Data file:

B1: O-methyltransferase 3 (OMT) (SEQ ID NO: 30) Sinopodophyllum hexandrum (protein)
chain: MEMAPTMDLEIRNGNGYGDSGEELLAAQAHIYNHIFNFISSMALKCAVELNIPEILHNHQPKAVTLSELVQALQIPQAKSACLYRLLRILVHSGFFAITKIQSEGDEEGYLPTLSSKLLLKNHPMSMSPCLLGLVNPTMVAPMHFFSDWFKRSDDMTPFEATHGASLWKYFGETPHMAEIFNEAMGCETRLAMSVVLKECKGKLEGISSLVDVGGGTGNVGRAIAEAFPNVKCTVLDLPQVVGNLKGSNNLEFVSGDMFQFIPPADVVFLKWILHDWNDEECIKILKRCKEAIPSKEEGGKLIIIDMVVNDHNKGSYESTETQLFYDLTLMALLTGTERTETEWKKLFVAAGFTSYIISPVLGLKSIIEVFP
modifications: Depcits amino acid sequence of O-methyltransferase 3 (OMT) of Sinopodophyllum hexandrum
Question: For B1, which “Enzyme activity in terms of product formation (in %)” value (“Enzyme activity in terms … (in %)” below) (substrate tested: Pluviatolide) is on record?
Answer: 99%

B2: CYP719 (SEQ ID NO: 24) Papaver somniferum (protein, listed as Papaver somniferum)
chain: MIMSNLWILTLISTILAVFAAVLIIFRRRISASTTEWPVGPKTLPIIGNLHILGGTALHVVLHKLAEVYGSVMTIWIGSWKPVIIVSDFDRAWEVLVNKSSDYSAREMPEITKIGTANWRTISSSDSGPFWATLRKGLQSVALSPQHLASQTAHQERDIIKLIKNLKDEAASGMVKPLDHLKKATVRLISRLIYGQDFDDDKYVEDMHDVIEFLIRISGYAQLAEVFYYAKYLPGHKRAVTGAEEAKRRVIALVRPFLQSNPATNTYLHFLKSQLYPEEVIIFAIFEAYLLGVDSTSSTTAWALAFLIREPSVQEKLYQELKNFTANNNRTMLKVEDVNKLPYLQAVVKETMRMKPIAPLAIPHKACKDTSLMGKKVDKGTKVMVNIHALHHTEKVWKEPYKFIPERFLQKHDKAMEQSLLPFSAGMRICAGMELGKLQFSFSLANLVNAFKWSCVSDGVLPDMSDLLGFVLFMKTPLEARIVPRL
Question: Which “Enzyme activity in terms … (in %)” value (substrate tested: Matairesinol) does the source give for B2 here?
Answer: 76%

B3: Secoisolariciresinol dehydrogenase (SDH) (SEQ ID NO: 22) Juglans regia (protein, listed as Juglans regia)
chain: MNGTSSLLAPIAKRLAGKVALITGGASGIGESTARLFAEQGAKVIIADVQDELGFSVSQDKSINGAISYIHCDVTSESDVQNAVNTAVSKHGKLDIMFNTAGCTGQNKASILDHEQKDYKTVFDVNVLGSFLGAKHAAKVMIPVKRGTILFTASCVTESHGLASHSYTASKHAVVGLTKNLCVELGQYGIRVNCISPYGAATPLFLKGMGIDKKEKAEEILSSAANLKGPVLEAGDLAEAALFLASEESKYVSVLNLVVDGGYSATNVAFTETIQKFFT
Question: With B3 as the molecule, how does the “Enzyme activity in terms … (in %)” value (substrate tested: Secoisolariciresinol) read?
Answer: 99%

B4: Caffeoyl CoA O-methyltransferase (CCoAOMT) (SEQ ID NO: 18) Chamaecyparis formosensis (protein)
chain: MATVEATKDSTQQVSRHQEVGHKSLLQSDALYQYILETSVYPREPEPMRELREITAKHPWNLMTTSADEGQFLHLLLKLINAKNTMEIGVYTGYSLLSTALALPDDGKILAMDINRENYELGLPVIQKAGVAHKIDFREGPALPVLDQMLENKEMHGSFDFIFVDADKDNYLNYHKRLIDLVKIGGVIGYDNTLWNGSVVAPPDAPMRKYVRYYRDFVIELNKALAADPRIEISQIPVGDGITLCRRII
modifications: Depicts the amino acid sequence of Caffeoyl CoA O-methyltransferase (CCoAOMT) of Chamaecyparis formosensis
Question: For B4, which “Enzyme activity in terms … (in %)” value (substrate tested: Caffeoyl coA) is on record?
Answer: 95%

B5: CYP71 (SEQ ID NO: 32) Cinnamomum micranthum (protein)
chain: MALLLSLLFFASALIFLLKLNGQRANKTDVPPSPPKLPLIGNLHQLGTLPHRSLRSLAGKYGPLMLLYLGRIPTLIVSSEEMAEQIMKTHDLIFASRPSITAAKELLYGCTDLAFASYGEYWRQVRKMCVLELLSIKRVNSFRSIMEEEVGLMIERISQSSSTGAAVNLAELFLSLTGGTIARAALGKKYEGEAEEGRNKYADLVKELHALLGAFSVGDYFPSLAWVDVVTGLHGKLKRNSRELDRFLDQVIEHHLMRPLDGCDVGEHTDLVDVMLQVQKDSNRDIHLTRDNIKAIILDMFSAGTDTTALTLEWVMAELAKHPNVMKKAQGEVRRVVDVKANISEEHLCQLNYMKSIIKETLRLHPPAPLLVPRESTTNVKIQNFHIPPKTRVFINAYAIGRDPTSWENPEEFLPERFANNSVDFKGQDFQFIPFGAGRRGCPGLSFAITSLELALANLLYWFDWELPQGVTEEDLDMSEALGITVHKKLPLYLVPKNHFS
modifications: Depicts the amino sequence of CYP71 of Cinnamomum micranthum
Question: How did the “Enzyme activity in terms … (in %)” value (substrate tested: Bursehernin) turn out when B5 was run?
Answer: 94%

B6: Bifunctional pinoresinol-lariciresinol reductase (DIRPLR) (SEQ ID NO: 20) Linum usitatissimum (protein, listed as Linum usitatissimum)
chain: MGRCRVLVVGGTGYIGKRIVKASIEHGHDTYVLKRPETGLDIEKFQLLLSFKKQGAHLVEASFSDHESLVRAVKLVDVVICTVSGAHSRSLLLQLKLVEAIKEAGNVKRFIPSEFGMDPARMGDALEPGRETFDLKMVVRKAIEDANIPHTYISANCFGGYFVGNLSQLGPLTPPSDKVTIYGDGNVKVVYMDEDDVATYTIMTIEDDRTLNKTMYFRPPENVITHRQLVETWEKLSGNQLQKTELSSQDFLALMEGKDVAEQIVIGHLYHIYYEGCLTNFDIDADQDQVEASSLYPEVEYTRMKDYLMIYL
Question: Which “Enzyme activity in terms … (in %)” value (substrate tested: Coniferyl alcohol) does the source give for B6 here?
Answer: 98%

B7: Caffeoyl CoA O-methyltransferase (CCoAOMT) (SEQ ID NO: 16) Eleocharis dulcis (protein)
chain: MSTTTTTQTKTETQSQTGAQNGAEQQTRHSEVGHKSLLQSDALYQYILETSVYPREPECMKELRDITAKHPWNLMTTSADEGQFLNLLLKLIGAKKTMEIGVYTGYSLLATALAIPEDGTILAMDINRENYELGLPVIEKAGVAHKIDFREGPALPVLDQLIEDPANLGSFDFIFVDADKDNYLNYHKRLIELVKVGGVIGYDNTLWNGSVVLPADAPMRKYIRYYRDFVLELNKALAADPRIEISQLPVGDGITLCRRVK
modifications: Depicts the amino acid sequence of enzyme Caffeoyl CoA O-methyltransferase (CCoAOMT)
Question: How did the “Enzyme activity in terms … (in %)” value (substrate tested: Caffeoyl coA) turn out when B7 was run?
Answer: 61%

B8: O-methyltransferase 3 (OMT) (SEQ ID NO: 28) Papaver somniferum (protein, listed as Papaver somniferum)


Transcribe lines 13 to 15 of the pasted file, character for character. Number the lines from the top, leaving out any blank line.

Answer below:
Answer: 99%

B4: Caffeoyl CoA O-methyltransferase (CCoAOMT) (SEQ ID NO: 18) Chamaecyparis formosensis (protein)
chain: MATVEATKDSTQQVSRHQEVGHKSLLQSDALYQYILETSVYPREPEPMRELREITAKHPWNLMTTSADEGQFLHLLLKLINAKNTMEIGVYTGYSLLSTALALPDDGKILAMDINRENYELGLPVIQKAGVAHKIDFREGPALPVLDQMLENKEMHGSFDFIFVDADKDNYLNYHKRLIDLVKIGGVIGYDNTLWNGSVVAPPDAPMRKYVRYYRDFVIELNKALAADPRIEISQIPVGDGITLCRRII